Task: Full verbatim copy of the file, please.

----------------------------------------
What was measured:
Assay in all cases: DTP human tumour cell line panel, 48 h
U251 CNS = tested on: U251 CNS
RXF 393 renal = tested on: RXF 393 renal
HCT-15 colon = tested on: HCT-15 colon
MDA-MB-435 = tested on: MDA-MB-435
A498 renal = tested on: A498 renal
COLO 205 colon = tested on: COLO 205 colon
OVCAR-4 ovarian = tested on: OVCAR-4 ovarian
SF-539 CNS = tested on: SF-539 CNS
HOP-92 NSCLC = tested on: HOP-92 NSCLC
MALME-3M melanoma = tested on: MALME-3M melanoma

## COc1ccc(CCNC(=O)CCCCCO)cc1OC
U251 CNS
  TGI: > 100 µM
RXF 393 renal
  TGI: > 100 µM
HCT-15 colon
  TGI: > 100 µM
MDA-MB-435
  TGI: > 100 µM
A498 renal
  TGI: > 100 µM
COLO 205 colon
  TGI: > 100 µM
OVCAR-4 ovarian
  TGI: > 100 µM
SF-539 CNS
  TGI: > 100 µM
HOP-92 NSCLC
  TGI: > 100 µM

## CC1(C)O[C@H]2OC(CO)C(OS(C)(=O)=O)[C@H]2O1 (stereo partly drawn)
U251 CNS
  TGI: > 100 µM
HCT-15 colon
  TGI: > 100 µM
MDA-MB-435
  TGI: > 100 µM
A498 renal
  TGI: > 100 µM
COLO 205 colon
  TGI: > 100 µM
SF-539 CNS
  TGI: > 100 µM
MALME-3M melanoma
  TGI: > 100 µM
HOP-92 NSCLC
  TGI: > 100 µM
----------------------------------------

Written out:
What was measured:
Assay in all cases: DTP human tumour cell line panel, 48 h
U251 CNS = tested on: U251 CNS
RXF 393 renal = tested on: RXF 393 renal
HCT-15 colon = tested on: HCT-15 colon
MDA-MB-435 = tested on: MDA-MB-435
A498 renal = tested on: A498 renal
COLO 205 colon = tested on: COLO 205 colon
OVCAR-4 ovarian = tested on: OVCAR-4 ovarian
SF-539 CNS = tested on: SF-539 CNS
HOP-92 NSCLC = tested on: HOP-92 NSCLC
MALME-3M melanoma = tested on: MALME-3M melanoma

## COc1ccc(CCNC(=O)CCCCCO)cc1OC
U251 CNS
  TGI: > 100 µM
RXF 393 renal
  TGI: > 100 µM
HCT-15 colon
  TGI: > 100 µM
MDA-MB-435
  TGI: > 100 µM
A498 renal
  TGI: > 100 µM
COLO 205 colon
  TGI: > 100 µM
OVCAR-4 ovarian
  TGI: > 100 µM
SF-539 CNS
  TGI: > 100 µM
HOP-92 NSCLC
  TGI: > 100 µM

## CC1(C)O[C@H]2OC(CO)C(OS(C)(=O)=O)[C@H]2O1 (stereo partly drawn)
U251 CNS
  TGI: > 100 µM
HCT-15 colon
  TGI: > 100 µM
MDA-MB-435
  TGI: > 100 µM
A498 renal
  TGI: > 100 µM
COLO 205 colon
  TGI: > 100 µM
SF-539 CNS
  TGI: > 100 µM
MALME-3M melanoma
  TGI: > 100 µM
HOP-92 NSCLC
  TGI: > 100 µM